Read the full story in the Washington Post.
Coast Guard Ensign Ryan Carpenter peered north through a front window of this 420-foot-long ship, directing its bright-red hull through jagged chunks of ice hundreds of miles north of Alaska.
It was only the second time that Carpenter, 23, had driven the 16,400-ton USCGC Healy, one of the U.S. military’s two working polar icebreakers. He turned the ship slightly to the left in the sapphire-blue water, and a few seconds later, the ship’s bow rumbled through the crusty white ice floe at about 10 mph. Metallic shudders rippled throughout the vessel, a feeling that Arctic rookies often find unnerving.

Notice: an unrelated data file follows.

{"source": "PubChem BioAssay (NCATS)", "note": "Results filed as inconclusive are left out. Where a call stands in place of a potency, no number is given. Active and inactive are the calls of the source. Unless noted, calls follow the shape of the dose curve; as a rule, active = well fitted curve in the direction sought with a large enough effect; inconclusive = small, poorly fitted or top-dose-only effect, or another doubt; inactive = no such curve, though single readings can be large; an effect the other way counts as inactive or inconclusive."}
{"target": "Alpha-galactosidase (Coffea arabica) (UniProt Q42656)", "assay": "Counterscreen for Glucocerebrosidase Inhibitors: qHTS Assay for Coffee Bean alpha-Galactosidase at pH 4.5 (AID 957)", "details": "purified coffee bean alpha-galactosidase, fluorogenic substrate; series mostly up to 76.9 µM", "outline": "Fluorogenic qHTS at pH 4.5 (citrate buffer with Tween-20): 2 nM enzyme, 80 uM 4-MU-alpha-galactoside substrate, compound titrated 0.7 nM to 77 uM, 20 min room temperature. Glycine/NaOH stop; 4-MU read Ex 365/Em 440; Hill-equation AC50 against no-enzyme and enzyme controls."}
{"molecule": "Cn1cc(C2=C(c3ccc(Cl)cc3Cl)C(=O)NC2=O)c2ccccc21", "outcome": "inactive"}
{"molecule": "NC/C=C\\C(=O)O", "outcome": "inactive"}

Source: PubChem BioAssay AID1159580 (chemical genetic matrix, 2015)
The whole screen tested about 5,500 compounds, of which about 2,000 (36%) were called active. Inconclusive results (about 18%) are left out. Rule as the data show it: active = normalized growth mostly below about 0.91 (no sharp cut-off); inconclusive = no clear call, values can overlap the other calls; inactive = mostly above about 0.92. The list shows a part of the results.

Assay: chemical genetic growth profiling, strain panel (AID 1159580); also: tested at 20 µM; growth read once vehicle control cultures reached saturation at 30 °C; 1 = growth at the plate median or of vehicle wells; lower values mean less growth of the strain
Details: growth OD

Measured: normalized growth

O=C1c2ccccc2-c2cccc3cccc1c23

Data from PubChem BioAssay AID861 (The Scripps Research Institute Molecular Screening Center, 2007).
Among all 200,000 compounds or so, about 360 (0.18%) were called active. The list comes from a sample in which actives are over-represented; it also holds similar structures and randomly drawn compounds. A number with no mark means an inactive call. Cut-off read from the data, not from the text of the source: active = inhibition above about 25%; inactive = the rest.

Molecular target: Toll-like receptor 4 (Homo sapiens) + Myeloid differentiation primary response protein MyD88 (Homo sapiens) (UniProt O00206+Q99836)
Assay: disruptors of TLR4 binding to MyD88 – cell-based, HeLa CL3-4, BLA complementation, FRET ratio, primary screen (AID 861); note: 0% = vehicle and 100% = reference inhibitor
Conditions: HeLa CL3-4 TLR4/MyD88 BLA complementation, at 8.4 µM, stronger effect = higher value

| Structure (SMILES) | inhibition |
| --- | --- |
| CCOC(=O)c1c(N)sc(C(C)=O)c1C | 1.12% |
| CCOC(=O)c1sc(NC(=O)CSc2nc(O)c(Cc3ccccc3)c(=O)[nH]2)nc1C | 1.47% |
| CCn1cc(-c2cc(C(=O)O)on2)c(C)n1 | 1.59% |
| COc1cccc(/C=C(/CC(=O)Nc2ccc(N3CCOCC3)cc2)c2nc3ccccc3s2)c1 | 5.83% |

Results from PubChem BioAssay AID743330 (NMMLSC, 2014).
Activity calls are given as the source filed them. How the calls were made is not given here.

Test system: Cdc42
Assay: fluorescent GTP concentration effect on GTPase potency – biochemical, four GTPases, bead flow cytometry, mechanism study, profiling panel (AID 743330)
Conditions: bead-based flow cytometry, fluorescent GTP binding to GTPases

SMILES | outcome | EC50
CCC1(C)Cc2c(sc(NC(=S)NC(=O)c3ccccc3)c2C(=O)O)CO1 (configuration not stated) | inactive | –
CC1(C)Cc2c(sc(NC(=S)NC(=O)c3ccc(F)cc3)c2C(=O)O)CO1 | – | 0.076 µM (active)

Carpenter is part of an increasingly pointed U.S. strategy to prepare for competition — and possible conflict — in what was once a frosty no man’s land. The warming climate has created Arctic waterways that are growing freer of ice, and with China and Russia increasingly looking toward the region for resources, the United States is studying how many new icebreakers to build, whether to arm them with cruise missiles, and how to deal with more commercial traffic in an area that is still unpredictable and deadly.